Still another embodiment of the invention herein, denoted the fifth embodiment, is directed to a method of treating a patient in need of nitric oxide therapy comprising administering red blood cells or blood hemoglobin based therapeutic obtained by incubating red blood cells or blood hemoglobin, comprising deoxygenated hemoglobin, with inorganic nitrite, the mole ratio of nitrite to deoxygenated hemoglobin ranging from 1:10 to 1:1000, whereby the therapeutic contains iron nitrosyl hemoglobin.

The mortality rate from blood transfusions is considered to be increased, and both blood transfusions and hemoglobins as well as erythropoietin (which increases hemoglobins) commonly increase blood pressure and pulmonary pressure and may decrease tissue perfusion. The invention of the second and third embodiments decreases this mortality rate and the aforedescribed morbidity.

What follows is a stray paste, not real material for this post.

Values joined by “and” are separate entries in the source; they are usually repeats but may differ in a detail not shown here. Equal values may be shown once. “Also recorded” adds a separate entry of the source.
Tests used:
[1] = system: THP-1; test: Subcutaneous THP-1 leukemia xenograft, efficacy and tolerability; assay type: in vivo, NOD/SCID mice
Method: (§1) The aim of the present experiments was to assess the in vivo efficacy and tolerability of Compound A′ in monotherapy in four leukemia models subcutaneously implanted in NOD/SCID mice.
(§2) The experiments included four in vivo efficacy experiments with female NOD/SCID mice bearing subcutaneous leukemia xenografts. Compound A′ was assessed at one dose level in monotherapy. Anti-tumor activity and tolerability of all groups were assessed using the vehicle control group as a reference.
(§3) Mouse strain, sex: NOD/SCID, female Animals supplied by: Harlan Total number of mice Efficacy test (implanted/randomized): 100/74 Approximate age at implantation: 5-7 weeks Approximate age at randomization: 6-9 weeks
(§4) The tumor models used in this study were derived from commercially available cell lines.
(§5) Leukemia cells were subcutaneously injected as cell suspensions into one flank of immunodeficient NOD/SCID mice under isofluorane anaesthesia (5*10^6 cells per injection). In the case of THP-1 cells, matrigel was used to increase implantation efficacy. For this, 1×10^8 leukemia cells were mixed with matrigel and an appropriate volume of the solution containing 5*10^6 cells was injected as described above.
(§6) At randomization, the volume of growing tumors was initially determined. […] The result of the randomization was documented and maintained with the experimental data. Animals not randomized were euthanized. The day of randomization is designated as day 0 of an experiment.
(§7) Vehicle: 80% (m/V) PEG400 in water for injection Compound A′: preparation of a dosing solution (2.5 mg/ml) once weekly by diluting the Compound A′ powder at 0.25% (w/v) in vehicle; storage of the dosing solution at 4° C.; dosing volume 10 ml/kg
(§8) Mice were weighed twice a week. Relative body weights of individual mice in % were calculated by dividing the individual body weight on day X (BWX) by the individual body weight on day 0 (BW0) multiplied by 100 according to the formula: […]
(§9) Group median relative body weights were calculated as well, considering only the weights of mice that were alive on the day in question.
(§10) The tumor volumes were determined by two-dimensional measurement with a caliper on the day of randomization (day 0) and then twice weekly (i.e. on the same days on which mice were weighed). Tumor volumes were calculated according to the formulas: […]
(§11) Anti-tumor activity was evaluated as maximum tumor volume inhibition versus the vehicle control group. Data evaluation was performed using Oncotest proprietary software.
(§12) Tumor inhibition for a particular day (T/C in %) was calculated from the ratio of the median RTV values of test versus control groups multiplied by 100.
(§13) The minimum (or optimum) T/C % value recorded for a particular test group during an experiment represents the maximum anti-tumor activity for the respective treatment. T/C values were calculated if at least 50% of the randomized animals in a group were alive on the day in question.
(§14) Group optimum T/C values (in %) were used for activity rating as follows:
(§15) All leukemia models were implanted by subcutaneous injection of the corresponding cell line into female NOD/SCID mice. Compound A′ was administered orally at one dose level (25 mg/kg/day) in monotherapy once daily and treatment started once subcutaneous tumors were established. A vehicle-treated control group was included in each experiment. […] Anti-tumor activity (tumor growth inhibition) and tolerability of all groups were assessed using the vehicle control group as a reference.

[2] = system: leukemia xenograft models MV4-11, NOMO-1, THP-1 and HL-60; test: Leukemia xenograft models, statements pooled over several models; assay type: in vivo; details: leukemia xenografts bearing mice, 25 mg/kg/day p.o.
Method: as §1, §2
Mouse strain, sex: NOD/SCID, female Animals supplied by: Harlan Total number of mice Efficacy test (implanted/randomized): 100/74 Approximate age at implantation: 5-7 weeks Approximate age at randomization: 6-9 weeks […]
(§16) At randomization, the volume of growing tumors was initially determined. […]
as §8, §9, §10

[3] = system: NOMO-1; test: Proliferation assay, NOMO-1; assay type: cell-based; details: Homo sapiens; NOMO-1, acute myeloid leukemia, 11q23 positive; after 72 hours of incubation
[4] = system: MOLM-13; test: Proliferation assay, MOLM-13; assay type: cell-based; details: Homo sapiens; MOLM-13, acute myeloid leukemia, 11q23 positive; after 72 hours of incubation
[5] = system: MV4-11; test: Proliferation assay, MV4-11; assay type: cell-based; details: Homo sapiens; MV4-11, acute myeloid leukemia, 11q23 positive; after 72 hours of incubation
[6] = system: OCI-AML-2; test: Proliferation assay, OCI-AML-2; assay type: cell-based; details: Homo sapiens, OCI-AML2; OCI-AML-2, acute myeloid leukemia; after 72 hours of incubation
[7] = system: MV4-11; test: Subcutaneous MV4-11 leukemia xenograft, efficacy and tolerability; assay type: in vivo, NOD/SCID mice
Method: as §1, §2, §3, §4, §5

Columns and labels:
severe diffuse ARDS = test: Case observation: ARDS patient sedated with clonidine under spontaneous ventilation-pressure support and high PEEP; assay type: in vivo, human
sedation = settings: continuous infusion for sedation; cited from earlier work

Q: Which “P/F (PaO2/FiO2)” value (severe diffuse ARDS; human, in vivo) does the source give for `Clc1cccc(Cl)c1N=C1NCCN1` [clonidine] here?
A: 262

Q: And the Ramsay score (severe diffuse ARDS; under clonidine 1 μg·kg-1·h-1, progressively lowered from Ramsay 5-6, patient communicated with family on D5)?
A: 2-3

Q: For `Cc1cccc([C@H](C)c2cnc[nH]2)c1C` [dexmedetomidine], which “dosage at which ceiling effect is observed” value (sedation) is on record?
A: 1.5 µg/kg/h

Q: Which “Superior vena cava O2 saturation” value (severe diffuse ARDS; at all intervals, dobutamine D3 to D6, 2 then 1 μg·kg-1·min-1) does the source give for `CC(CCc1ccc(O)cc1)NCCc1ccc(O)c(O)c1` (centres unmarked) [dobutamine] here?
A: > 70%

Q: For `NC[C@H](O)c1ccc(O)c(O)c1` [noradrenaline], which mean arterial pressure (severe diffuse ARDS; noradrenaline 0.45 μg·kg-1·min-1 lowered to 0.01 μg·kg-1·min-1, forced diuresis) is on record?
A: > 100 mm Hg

The term “deoxygenated hemoglobin” is used herein to mean a hemoglobin molecule carrying an average of less than three oxygens. Deoxygenation of hemoglobin provides deoxyhemoglobin which is deoxygenated, that is carries less oxygen.

The term “iron nitrosyl hemoglobin” is used herein to mean nitric oxide bound to heme iron of β-subunit of hemoglobin.

The term “oxygenation” is used herein to mean introduction of oxygen.

The term “blood product” is used herein to mean composition comprising red blood cells, blood hemoglobin or combination thereof.

The term “blood substitute” is used herein to mean a substitute for blood comprising hemoglobin.

The term “incubating” is used herein to mean to maintain under conditions favorable to reaction and “co-incubating” is used herein to mean maintaining more than one compound under such conditions.

The term “co-infusion” is used herein to mean infuse contemporaneously, or carrying out one infusion shortly before or shortly after another.